Streams

Food & Climate Summit

Friday, December 11, 2009

Scott Stringer, Manhattan Borough President; Marion Nestle, Paulette Goddard Professor of Nutrition, Food Studies, and Public Health; and Anna Lappé, author of the forthcoming book, Diet for a Hot Planet: The Climate Crisis at the End of Your Fork and What You Can Do About It discuss the NYU Food & Climate Summit, taking place on December 12th. The event is organized by the Borough President's office and Just Food. Read the New York City Food Pledge and Charter here.

Guests:

Anna Lappé, Marion Nestle and Scott M. Stringer

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Comments [19]

Helen

We are living in neo-Victorian times, hence the lawns in from of suburban houses that are there only for show, taking good agricultural land out of production, and removing natural plant corridors necessary for the continued existence and migration of birds,bees, butterflies and other wildlife. In many neighborhoods, clothes lines can no longer be in evidence, so we must all use energy-consuming dryers. There are a number of cultural practices like having lawns, which are tied simply to an appearance of upward mobility and "aping" the wealthy, must be changed if we are to have a local, energy-efficient food network. People should at least have the option of growing food on their own property, even on front "lawns" in the suburb. I saw every inch of small hilly lots around homes in Italy being terraced and used for crops: grape vines, lemon trees, whatever would grow.

Local zoning laws will have to change to allow closed systems such as the tavern that raised it's own grain, baked bread from it's own flour, brewed it's own beer, fed the brewery leavings to it's own pigs, and smoked it's own hams. Pig waste was used on the field where grain was grown. Straw was used for bedding, or sold.

Dec. 12 2009 04:59 PM
thatgirlinnewyork from manhattan

(15) PD Batchelder: stringer makes mention of haliburton and cheney because cheney excused oil and gas exploration from adherence to the Clean Water and Air Acts in the 2005 "energy" bill. haliburton pioneered the technology known as hydrofracturing, so stringer is right to say this. should you not know the facts, read up:

http://www.fwbusinesspress.com/display.php?id=10414

if you think npr is biased, go back to fox

Dec. 11 2009 01:39 PM
Jon P. from The Garden State

Amy from Manhattan #11

In all do respect, greenhouse farming in the winter is anything but “sustainable” and is not very cost effective and requires a lot o energy if your going to feed a large population. You have to irrigate and heat when solar energy is not enough to keep the greenhouse from freezing and killing the crops.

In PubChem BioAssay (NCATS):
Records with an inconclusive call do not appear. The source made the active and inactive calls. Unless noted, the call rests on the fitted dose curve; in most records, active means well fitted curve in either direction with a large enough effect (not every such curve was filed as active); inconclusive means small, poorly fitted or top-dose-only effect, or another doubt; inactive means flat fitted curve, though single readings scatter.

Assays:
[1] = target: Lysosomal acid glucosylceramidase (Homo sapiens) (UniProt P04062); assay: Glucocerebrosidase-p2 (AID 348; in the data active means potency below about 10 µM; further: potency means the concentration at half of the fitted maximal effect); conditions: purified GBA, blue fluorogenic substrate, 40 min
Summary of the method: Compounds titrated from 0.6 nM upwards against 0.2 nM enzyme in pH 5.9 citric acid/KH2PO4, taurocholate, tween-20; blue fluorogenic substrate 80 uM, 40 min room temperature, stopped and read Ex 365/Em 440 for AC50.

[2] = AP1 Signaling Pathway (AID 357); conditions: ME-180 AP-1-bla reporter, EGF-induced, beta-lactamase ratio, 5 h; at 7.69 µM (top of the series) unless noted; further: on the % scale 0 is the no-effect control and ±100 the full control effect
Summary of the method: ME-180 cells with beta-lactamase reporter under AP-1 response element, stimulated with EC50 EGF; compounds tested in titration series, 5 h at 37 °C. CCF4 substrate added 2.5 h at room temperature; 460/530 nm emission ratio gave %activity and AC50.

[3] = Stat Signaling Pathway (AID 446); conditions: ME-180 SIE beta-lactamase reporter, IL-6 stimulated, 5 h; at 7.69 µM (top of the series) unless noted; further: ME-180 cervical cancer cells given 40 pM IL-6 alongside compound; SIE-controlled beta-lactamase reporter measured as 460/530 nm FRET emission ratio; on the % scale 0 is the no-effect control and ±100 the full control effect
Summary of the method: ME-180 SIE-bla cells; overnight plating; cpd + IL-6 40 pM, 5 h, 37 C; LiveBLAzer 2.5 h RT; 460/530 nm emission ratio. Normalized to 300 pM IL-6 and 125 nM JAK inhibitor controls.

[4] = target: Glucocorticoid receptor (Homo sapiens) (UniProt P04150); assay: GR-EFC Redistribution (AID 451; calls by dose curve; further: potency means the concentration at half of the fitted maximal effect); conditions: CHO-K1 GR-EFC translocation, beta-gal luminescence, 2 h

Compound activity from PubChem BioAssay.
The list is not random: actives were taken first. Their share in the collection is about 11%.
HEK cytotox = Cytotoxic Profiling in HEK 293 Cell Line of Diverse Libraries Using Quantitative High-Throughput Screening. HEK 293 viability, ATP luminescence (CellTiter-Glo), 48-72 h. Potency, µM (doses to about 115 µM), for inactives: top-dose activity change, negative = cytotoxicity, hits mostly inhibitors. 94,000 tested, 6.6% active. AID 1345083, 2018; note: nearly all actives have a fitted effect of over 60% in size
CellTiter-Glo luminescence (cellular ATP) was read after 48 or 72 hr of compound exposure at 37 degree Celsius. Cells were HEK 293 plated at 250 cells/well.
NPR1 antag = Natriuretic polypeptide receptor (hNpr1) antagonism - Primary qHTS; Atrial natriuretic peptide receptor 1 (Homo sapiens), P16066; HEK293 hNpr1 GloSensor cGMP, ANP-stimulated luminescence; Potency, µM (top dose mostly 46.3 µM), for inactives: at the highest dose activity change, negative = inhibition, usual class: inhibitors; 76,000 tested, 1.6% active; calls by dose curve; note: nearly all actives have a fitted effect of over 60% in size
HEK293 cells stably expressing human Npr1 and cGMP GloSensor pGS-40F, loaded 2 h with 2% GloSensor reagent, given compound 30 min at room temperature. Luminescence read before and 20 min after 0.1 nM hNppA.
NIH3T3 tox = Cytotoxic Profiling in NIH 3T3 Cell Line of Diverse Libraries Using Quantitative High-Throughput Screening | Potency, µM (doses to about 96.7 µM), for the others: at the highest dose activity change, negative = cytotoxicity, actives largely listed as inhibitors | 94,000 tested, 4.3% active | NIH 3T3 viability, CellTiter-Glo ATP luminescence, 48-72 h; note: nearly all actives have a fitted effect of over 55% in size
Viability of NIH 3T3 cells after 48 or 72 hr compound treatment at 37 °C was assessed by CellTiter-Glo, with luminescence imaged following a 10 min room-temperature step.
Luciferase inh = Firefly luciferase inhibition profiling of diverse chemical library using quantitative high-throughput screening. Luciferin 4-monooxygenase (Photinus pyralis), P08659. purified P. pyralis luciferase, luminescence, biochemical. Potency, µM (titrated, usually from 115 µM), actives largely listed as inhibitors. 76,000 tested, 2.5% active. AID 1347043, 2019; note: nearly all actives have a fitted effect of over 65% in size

Dec. 11 2009 01:17 PM
Ellen from Brooklyn

Thanks to Scott Stringer for speaking out against fracture drilling upstate - I am concerned not only for NYC's watershed, but for all the individual wells used by our upstate neighbors.

Dec. 11 2009 01:13 PM
PD Batchelder from Newark, NJ

I was amused at Manhattan Borough President Scott Stringer's off the cuff comment about "Haliburton and the Cheney gang..." Not amused at the comment or even affronted, but sadly wondering why he was not called-out by Leonard on such a generalization, one that only leads to further stereotyping without facts. NPR normalizes these types of comments on an hourly basis all the while defending their non-biased coverage.

Dec. 11 2009 12:53 PM
Claire from Manhattan from Manhattan East Mid-town

We in New York City need to develop a program that will divert some of the huge agro-biz subsidies to our farms Upstate then get those products into NYC Dept. of Ed cafeterias. It will create jobs upstate, in schools and in farmer's markets; it will increase awareness of good nutrition among school children; higher volume coming from local farms might lower prices for the general public; having more land devoted to farming will quash the question of using it for drilling purposes or other less desirable pursuits. As Ms. Nesle points out, better nutrition will have a ripple effect, starting right at the bottom with healthier children of all ages.

Dec. 11 2009 12:43 PM
Jon P. from The Garden State